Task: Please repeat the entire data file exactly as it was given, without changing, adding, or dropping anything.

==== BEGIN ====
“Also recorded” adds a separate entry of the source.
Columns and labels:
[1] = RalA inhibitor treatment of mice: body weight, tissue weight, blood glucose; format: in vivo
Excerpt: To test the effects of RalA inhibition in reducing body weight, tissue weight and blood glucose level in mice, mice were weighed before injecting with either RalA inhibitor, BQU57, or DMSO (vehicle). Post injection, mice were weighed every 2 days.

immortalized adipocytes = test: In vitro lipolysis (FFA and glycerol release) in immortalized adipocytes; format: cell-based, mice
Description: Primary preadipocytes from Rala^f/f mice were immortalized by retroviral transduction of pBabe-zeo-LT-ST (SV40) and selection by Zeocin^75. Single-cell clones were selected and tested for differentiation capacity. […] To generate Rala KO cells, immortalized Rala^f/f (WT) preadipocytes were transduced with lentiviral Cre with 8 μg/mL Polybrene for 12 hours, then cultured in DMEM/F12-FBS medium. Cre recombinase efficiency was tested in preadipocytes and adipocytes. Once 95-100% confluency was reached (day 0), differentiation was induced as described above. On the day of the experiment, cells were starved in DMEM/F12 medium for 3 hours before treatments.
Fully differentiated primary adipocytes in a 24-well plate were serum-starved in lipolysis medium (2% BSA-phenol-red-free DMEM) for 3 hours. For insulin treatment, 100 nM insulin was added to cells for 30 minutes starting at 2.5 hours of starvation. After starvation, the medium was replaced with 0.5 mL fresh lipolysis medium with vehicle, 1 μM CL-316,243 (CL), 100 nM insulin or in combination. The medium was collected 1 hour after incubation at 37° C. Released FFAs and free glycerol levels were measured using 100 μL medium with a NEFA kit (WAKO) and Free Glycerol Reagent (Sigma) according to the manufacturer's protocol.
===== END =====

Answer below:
“Also recorded” adds a separate entry of the source.
Columns and labels:
[1] = RalA inhibitor treatment of mice: body weight, tissue weight, blood glucose; format: in vivo
Excerpt: To test the effects of RalA inhibition in reducing body weight, tissue weight and blood glucose level in mice, mice were weighed before injecting with either RalA inhibitor, BQU57, or DMSO (vehicle). Post injection, mice were weighed every 2 days.

immortalized adipocytes = test: In vitro lipolysis (FFA and glycerol release) in immortalized adipocytes; format: cell-based, mice
Description: Primary preadipocytes from Rala^f/f mice were immortalized by retroviral transduction of pBabe-zeo-LT-ST (SV40) and selection by Zeocin^75. Single-cell clones were selected and tested for differentiation capacity. […] To generate Rala KO cells, immortalized Rala^f/f (WT) preadipocytes were transduced with lentiviral Cre with 8 μg/mL Polybrene for 12 hours, then cultured in DMEM/F12-FBS medium. Cre recombinase efficiency was tested in preadipocytes and adipocytes. Once 95-100% confluency was reached (day 0), differentiation was induced as described above. On the day of the experiment, cells were starved in DMEM/F12 medium for 3 hours before treatments.
Fully differentiated primary adipocytes in a 24-well plate were serum-starved in lipolysis medium (2% BSA-phenol-red-free DMEM) for 3 hours. For insulin treatment, 100 nM insulin was added to cells for 30 minutes starting at 2.5 hours of starvation. After starvation, the medium was replaced with 0.5 mL fresh lipolysis medium with vehicle, 1 μM CL-316,243 (CL), 100 nM insulin or in combination. The medium was collected 1 hour after incubation at 37° C. Released FFAs and free glycerol levels were measured using 100 μL medium with a NEFA kit (WAKO) and Free Glycerol Reagent (Sigma) according to the manufacturer's protocol.